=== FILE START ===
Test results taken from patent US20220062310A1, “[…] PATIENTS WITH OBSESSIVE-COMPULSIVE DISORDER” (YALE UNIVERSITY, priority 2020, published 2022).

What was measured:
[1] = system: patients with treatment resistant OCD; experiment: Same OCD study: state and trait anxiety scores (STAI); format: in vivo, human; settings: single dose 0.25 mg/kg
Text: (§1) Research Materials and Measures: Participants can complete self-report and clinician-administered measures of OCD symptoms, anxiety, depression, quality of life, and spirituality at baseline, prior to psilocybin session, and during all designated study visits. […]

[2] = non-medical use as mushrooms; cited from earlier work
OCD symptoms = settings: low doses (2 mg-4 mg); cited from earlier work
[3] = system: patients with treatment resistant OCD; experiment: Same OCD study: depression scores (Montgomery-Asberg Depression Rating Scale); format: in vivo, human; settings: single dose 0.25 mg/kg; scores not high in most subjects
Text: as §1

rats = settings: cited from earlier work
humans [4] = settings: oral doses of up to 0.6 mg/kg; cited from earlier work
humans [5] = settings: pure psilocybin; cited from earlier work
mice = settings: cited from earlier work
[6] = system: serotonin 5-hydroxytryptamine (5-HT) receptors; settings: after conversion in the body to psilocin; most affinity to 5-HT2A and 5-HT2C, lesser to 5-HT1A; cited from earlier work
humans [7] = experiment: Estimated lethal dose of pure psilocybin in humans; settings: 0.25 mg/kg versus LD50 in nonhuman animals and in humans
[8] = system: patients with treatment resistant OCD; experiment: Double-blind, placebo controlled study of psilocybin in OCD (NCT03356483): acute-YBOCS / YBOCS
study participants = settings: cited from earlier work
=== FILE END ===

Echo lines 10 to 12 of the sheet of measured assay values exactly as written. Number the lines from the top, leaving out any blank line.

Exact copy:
humans [4] = settings: oral doses of up to 0.6 mg/kg; cited from earlier work
humans [5] = settings: pure psilocybin; cited from earlier work
mice = settings: cited from earlier work